IM Junkies Unite in S.F.
Helping clear the minefield is the Instant Messaging Planet Fall 2002 Conference & Expo, which rolled into town Monday.
The two-day event is sponsored by InstantMessagingPlanet.com, EarthWeb.com and Jupitermedia Corp., the parent company of internet.com and this site, brings together some of the best cutting edge strategies in the IM sector.
"As we go from a one campus, 'under-one-roof' workplace culture to a multi-site, telework way of conducting business, companies still need to have the ability to instantly communicate with employees and facilitate worker-to-worker contact in the same way as if everyone was still together. Enterprise instant messaging (EIM) helps to bring that atmosphere about," said InstantMessagingPlanet.com editor Bob Woods.
Suddenly, companies have found that Instant Messaging within their enterprises has saved them valuable time and money, and vendors have found that consumers are eager for one-to-one or one-to-many communications via cell phone, PDA or PC. In crisis conditions, IM has proven to be even more reliable and more effective than e-mail systems.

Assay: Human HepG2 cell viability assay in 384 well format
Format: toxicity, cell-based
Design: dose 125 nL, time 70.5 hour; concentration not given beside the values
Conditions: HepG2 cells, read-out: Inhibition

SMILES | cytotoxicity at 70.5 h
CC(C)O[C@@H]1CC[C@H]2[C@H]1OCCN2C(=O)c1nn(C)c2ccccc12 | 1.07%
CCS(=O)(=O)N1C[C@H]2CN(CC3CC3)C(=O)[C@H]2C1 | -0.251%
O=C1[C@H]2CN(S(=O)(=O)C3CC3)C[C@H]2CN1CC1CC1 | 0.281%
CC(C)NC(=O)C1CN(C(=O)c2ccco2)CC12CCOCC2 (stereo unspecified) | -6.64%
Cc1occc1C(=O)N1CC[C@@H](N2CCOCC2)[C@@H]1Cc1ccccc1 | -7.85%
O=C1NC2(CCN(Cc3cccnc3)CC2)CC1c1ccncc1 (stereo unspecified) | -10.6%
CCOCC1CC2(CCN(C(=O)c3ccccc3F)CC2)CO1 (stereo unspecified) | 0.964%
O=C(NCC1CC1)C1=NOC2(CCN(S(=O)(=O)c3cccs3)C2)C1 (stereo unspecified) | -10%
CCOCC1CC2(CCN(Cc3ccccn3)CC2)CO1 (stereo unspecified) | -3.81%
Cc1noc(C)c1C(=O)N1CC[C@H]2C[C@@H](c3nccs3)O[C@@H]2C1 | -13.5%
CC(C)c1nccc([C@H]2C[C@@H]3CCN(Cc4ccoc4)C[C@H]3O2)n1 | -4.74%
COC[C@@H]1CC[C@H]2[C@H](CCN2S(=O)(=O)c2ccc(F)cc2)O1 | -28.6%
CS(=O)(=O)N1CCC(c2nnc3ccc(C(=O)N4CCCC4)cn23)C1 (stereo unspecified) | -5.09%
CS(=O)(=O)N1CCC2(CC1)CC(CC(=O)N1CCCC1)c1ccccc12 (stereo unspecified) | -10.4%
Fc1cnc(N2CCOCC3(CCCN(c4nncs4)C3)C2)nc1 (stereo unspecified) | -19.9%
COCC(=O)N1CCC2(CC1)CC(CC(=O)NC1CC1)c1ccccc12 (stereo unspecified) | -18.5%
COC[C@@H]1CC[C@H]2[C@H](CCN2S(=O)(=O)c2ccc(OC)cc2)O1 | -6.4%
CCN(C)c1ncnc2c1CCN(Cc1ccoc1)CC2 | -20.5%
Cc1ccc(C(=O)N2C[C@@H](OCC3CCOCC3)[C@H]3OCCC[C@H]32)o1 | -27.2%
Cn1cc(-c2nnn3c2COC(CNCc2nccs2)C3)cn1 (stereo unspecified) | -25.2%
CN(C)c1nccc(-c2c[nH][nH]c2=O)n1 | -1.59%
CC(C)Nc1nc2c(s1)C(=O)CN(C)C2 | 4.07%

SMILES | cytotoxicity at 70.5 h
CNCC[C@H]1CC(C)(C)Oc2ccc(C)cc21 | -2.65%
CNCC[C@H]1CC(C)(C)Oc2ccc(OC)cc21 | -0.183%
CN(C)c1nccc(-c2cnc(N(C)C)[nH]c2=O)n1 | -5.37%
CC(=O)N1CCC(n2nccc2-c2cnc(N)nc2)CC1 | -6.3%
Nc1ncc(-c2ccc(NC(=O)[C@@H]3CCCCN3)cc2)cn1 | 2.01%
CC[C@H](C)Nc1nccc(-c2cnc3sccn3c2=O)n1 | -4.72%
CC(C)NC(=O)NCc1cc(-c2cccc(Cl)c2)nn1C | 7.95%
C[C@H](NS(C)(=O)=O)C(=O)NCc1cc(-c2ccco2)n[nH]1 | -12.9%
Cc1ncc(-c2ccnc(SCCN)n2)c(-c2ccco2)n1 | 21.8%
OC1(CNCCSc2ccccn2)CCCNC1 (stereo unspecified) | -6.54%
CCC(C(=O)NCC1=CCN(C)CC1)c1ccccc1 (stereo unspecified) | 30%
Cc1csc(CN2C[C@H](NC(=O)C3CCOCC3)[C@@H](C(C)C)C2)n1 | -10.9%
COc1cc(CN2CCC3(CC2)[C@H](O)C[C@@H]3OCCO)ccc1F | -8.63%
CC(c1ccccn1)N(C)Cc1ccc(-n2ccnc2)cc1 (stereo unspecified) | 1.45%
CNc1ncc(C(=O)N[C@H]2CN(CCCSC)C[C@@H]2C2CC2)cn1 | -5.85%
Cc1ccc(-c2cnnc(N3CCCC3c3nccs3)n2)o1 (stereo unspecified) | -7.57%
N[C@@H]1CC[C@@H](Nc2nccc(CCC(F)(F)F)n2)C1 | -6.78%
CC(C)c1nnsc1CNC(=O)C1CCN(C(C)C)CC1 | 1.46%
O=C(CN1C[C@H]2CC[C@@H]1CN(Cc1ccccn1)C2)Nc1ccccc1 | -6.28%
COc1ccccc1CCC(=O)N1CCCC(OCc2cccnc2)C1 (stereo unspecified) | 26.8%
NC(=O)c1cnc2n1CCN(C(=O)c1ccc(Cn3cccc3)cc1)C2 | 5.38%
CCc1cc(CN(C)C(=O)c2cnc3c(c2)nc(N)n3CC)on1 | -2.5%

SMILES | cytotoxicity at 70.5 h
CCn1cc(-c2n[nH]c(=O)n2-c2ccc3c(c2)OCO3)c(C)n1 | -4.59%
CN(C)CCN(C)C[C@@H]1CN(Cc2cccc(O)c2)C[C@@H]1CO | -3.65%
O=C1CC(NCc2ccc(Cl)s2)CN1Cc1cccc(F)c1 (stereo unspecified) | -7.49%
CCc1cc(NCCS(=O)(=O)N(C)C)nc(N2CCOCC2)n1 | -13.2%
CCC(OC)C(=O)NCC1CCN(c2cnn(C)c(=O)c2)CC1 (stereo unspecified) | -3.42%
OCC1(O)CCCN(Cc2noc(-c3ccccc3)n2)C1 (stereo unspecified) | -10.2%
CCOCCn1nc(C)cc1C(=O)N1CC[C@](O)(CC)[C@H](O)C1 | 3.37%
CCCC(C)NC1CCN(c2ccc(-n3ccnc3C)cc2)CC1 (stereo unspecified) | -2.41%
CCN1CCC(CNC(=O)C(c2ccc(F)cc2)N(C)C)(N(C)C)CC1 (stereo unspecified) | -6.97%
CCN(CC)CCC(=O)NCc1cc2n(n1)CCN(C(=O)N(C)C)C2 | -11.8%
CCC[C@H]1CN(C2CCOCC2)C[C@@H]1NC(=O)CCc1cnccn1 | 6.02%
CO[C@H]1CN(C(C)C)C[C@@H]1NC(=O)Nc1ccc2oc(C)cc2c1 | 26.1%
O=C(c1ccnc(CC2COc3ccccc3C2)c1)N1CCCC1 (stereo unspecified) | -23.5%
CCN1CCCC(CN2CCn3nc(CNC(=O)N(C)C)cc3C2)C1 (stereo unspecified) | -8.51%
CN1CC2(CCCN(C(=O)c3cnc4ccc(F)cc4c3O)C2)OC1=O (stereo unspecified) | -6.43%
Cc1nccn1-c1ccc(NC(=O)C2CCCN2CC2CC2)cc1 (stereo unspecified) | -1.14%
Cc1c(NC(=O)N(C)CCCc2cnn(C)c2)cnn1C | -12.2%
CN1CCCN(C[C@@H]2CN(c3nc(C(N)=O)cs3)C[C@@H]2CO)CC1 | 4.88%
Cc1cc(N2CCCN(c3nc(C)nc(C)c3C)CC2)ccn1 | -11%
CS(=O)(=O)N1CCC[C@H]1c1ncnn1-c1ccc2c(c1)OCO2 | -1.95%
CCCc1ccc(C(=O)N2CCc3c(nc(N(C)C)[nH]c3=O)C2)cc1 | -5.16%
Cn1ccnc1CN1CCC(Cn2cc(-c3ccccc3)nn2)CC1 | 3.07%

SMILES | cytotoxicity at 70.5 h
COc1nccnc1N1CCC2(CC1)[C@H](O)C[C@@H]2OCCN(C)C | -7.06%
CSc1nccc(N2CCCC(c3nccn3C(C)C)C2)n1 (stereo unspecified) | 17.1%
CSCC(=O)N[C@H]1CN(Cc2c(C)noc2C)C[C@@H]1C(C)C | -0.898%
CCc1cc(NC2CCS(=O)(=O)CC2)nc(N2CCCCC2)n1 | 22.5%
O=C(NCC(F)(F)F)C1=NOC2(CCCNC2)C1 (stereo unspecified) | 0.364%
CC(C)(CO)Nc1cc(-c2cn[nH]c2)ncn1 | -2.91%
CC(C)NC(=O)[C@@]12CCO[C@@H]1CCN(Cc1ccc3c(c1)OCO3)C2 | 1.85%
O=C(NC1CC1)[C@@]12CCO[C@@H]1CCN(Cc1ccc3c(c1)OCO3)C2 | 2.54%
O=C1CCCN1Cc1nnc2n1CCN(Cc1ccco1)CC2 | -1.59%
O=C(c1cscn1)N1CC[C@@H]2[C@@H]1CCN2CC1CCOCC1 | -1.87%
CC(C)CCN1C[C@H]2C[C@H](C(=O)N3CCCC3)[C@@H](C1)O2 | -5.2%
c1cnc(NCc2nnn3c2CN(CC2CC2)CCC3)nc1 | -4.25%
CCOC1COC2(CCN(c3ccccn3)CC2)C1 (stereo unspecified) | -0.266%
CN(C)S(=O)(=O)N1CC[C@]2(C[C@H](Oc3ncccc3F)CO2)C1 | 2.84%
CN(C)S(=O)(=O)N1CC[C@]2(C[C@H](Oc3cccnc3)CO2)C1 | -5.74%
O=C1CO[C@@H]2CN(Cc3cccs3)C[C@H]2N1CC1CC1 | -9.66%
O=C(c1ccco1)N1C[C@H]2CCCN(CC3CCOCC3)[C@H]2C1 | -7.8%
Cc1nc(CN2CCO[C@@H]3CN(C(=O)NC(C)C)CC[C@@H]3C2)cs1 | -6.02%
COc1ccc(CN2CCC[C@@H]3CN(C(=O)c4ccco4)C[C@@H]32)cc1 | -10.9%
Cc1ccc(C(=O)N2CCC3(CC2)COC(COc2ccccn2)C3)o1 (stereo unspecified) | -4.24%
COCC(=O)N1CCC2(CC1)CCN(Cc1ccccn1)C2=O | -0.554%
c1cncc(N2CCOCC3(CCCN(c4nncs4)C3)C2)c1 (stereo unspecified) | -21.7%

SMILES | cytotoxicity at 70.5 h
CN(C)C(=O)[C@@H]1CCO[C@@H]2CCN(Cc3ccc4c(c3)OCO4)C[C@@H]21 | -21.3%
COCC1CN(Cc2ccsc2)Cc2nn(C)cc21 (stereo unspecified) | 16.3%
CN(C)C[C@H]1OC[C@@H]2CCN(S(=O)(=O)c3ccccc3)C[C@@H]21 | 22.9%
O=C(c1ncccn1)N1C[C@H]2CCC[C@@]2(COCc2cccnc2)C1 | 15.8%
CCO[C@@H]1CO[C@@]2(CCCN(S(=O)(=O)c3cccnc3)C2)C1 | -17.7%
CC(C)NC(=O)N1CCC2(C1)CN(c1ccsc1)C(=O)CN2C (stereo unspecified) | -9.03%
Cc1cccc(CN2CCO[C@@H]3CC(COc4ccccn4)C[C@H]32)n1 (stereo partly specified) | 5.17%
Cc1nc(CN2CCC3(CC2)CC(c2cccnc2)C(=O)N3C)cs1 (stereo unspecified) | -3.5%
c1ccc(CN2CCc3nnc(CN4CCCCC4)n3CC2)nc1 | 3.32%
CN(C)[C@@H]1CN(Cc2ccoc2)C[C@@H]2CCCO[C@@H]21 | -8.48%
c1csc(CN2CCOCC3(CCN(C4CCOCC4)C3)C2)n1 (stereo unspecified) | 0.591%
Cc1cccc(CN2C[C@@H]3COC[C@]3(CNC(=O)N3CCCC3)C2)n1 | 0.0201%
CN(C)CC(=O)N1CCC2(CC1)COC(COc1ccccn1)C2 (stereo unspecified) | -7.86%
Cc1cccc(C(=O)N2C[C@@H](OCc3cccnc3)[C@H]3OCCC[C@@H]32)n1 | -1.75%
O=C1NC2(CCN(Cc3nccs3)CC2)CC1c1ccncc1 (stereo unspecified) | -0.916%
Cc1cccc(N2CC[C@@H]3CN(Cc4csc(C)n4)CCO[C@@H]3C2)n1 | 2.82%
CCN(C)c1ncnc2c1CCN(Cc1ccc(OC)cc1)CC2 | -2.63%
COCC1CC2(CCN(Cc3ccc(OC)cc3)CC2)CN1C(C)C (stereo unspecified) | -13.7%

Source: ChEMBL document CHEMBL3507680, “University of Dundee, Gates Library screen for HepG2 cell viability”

"IM is important in the workplace because it provides immediate communication across the enterprise and beyond for greater productivity and collaboration on a global scale," said FaceTime CEO Glen Vondrick, who is delivering Tuesday's keynote.
The Foster City, Calif.-based IM provider sports a client list that includes Alaska Airlines, Bank of America Securities, Thomas Weisel Partners, and Wachovia Securities.
But some companies have opted to use the public IM platforms supplied by AOL, Yahoo! and Microsoft.
"Those types of firms tend to be consumer oriented," said Woods. "Other companies, though, don't want any connection with the public IM networks for two reasons: they don't want to have the associated security hassles with connecting with public IM, and they see public IM as just another way for their workers to talk with family and friends."
On the horizon, IM experts are seeing a shift from vendors providing basic IM systems to them buidling IM into applications like customer-relationship management. If the EIM market is going to survive, more companies have to think out of the IM message box to deliver their technologies in different ways."